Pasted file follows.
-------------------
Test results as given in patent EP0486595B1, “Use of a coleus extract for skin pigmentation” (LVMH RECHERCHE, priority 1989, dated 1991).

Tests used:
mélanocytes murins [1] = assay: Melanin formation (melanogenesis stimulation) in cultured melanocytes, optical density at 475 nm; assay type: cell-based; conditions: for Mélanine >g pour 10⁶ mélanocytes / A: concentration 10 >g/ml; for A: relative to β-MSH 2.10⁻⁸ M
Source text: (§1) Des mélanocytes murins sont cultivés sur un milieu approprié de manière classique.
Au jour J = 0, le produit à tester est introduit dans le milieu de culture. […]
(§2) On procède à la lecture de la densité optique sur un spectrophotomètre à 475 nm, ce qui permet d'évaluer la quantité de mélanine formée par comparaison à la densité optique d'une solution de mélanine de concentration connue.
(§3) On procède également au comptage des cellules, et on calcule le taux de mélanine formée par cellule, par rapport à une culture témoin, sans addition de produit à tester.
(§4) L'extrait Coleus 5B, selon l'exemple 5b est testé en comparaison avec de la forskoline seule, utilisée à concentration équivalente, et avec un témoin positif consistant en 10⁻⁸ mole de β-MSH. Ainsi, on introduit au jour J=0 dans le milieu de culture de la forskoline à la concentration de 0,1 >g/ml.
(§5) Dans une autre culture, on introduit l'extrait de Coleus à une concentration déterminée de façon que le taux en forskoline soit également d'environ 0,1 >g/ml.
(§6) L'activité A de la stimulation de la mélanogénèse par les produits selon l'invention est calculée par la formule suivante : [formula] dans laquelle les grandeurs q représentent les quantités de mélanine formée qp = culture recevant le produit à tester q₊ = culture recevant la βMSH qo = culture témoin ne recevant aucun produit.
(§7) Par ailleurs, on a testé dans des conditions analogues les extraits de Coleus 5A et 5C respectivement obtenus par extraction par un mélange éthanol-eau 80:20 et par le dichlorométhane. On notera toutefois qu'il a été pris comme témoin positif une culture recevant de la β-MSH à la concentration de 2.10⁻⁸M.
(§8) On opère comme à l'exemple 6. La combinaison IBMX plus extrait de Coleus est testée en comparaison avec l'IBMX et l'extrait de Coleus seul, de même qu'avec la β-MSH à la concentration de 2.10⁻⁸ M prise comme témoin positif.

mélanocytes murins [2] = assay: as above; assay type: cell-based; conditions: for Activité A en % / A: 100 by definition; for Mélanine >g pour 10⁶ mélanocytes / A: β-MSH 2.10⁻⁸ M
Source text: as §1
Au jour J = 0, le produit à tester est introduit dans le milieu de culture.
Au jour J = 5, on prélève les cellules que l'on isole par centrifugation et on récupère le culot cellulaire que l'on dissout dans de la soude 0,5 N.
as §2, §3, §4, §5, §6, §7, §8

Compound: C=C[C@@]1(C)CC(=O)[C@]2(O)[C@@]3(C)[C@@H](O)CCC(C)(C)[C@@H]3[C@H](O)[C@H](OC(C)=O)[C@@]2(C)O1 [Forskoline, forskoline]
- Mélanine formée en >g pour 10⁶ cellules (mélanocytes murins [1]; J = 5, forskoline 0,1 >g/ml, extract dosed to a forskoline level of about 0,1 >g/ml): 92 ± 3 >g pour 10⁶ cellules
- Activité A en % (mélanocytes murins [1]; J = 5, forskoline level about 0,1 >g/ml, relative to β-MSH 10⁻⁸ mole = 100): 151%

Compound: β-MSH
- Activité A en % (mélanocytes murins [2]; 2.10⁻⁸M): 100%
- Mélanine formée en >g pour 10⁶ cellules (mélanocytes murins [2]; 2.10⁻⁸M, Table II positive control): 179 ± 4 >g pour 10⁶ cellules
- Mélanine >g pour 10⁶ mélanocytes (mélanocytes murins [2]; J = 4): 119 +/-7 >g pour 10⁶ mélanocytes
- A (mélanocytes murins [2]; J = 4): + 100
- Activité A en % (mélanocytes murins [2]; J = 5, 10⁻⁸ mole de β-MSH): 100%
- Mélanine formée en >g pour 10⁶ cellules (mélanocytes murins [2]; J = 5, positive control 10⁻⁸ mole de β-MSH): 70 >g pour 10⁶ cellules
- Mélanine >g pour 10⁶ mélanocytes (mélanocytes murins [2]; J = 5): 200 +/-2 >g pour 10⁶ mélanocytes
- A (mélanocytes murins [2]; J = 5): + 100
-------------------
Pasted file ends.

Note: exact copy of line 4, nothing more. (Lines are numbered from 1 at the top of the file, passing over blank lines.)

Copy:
Source text: (§1) Des mélanocytes murins sont cultivés sur un milieu approprié de manière classique.